After decades of just a handful of legal political parties in Tunisia (some of which were actually supportive of Ben Ali), the country’s political landscape now has 81. There has always been a strong secular political culture in Tunisia among liberals, intellectuals, and elites not unlike French laicite. Yet, a great deal of concern is focused on the Islamist Nahda party, modeled after Turkey’s AKP. Who has actually asked about the opinions, positions, and support base of the other 80 political parties? Of course, the Nahda party is powerful, but so can be coalitions of the more liberal and secular parties. There is no clear hegemony over the country’s political landscape. Unlike Egypt, Tunisia’s transitional council is civilian and truly multiparty, bringing members of the political center, the right, the left, the radical left, and the Islamists together at the same table. Such a politically credible coalition is unprecedented in the region’s history. If this productive engagement between seculars and Islamists in Tunisia breaks down, it will further throw the country into a polarized stalemate. History tells us that if put on the defensive, the most radical and conservative aspects of the Nahda party as well as more marginal Salafist groups may rise to the surface. A knee jerk fear of Islamists, partly propelled by an increasingly local and international Islamophobic secularism, glosses over the dense realities of these countries. This Reductionism, in the midst of historic transition, dangerously narrows the parameters of the debate.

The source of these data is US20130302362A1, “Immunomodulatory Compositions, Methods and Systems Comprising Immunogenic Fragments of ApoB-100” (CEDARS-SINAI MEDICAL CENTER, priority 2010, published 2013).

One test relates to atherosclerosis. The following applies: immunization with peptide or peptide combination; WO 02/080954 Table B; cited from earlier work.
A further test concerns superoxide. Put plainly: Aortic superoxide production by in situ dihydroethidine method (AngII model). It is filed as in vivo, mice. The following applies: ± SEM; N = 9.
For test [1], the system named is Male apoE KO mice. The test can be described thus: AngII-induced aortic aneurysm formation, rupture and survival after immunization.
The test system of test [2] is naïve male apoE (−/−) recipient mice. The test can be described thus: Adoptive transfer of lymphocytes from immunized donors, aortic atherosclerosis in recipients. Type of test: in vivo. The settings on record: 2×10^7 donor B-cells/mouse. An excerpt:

In Egypt, it is the US-funded military that is in control of the process by which the constitution of Egypt will be drafted, and without the time and space to form proper political parties and reform electoral laws, that process as it stands gives the Brotherhood an advantage as the most well organized and oldest political body. It is the military that is restricting freedom of speech and association. It is the military that is arresting people, torturing them, and trying them in military tribunals. In Egypt, it is the military, not the Muslim Brotherhood, that is playing the morality card by accusing protestors of illicit sex, prostitution, doing drugs. The military has also forced female protestors into undergoing virginity tests (what, perhaps, one could call medical rape). The Brotherhood is curiously silent on these abuses, and refused to join the recent demonstrations in Tahrir to protest violations committed with impunity by the Egyptian army. In all of the journalistic articles about the future of gay people in Egypt, not one has even alluded to the threat posed by the army, which now looks increasingly like it may strike a deal (if it hasn’t already) with the Brotherhood. Not one has spoken about the regressive, homophobic and anti-feminist platforms of other secular parties, or the calls by some civil society organizations for the military to rule with an even stronger fist. The struggle between progressives and Islamists that may ensue will be a civilian one. For now, the Supreme Council of Armed Forces is attempting to hijack the Egyptian revolution by force of arms, torture, and military tribunals, yet when it comes to gays and women, the Western press insists on placing them in a boxing ring with Islamists, as if their fate is somehow separate from that of the nation as a whole. The myopia that results from an alarmist focus on Islam as the enemy of freedom has blinded us from recognizing that a boot on our necks is a boot on our necks, whether it belongs to someone wearing a suit, a military uniform, or a turban.